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Current Anesthesiology Reports

, Volume 6, Issue 3, pp 267–275 | Cite as

Risk Prediction Models in Perioperative Medicine: Methodological Considerations

  • Gary S. CollinsEmail author
  • Jie Ma
  • Stephen Gerry
  • Eric Ohuma
  • Lang’O Odondi
  • Marialena Trivella
  • Jennifer De Beyer
  • Maria D. L. A. Vazquez-Montes
Research Methods and Statistical Analyses (Y Le Manach, Section Editor)
Part of the following topical collections:
  1. Research Methods and Statistical Analyses

Abstract

Purpose of Review

Risk prediction models hold enormous potential for assessing surgical risk in a standardized, objective manner. Despite the vast number of risk prediction models developed, they have not lived up to their potential. The aim of this paper is to provide an overview of the methodological issues that should be considered when developing and validating a risk prediction model to ensure a useful, accurate model.

Recent Findings

Systematic reviews examining the methodological and reporting quality of these models have found widespread deficiencies that limit their usefulness.

Summary

Risk prediction modelling is a growing field that is gaining huge interest in the era of personalized medicine. Although there are no shortcuts and many challenges are faced when developing and validating accurate, useful prediction models, these challenges are surmountable, if the abundant methodological and practical guidance available is used correctly and efficiently.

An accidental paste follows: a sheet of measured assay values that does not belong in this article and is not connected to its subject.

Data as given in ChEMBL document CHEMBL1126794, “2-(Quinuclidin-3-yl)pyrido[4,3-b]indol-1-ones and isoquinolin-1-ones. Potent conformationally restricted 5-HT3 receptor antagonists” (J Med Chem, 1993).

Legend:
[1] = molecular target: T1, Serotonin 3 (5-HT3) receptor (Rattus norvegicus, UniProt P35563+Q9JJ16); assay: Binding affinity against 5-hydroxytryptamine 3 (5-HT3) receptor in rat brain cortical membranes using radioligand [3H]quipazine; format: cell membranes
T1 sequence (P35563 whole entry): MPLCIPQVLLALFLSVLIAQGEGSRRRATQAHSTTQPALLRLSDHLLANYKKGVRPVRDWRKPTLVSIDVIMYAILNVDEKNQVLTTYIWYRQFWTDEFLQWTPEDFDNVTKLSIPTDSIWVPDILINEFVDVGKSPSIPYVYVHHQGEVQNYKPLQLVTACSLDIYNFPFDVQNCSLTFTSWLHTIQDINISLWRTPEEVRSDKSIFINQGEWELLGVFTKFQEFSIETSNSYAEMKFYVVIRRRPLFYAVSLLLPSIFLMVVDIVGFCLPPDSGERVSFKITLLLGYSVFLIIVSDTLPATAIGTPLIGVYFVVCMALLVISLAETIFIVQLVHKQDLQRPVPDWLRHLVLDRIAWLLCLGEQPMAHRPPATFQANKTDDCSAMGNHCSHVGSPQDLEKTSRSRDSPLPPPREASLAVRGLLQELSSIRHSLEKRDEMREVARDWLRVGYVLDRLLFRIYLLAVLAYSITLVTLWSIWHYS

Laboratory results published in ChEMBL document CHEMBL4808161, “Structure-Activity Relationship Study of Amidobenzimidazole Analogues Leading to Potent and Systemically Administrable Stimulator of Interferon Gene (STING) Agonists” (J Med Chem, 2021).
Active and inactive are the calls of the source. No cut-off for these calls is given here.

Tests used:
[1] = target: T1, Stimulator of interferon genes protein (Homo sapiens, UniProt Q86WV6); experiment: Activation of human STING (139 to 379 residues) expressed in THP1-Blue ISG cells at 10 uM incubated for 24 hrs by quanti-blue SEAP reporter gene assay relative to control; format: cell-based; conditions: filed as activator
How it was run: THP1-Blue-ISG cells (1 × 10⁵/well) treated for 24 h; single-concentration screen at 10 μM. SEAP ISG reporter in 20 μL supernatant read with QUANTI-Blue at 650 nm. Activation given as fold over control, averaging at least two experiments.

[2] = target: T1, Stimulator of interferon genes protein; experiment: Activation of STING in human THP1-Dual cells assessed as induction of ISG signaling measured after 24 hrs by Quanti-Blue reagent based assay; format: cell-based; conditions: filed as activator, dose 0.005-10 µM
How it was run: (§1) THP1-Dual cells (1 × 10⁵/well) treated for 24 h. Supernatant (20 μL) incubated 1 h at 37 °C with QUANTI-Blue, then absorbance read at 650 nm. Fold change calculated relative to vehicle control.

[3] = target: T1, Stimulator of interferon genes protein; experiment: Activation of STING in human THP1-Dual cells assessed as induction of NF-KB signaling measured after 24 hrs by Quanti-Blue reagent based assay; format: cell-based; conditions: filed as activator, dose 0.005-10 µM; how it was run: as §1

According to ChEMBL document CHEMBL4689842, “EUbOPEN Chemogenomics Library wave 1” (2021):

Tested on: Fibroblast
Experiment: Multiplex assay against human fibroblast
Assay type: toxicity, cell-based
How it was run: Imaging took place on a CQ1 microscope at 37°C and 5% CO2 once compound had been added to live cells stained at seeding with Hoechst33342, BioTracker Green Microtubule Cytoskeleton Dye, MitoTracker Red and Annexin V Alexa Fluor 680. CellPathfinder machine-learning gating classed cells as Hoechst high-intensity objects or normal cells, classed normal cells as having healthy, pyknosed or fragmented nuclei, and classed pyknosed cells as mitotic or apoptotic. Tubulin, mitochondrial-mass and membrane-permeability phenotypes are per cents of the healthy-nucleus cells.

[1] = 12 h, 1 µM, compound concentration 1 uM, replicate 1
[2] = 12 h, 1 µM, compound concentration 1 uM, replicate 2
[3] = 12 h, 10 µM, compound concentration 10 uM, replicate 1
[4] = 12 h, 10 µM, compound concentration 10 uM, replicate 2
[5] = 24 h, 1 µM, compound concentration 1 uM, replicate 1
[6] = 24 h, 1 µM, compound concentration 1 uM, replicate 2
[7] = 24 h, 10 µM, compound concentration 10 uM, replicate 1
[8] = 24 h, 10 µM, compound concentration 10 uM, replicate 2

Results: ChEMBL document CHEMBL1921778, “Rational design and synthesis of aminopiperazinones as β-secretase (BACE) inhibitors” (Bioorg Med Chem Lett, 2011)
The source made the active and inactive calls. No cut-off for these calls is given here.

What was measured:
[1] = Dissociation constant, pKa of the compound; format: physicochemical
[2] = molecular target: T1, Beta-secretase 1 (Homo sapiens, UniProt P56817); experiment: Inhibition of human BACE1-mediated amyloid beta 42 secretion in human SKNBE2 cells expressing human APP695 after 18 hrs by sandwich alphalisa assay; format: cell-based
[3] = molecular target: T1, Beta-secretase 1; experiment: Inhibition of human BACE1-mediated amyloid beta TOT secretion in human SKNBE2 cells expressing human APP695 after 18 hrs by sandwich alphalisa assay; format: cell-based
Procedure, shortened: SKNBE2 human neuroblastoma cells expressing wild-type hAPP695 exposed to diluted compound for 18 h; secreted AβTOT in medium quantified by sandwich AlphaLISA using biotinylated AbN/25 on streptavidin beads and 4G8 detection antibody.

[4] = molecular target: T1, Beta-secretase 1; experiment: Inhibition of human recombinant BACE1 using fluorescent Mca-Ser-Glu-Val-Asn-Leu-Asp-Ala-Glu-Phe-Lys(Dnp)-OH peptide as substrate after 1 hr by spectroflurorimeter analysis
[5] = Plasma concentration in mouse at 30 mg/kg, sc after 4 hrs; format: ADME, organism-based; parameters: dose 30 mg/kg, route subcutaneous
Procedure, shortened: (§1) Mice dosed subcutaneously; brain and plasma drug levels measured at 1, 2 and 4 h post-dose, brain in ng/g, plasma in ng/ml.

Keywords

Risk prediction Discrimination Calibration Multivariable Statistical methods 

Notes

Funding

Jennifer De Beyer has received research funding through a Grant from Cancer Research UK.

Compliance with Ethical Guidelines

Conflict of Interest

Authors declares that they have no conflict of intrerst.

Human and Animal Rights and Informed Consent

This article does not contain any studies with human or animal subjects performed by any of the authors.

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Papers of particular interest, published recently, have been highlighted as • Of importance •• Of major importance

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Copyright information

© Springer Science + Business Media New York 2016

Authors and Affiliations

  • Gary S. Collins
    • 1
    Email author
  • Jie Ma
    • 1
  • Stephen Gerry
    • 1
  • Eric Ohuma
    • 1
  • Lang’O Odondi
    • 1
  • Marialena Trivella
    • 1
  • Jennifer De Beyer
    • 1
  • Maria D. L. A. Vazquez-Montes
    • 1
    • 2
  1. 1.Nuffield Department of Orthopaedics, Centre for Statistics in Medicine, Rheumatology and Musculoskeletal SciencesUniversity of OxfordOxfordUK
  2. 2.Nuffield Department of Primary Care Health SciencesUniversity of OxfordOxfordUK

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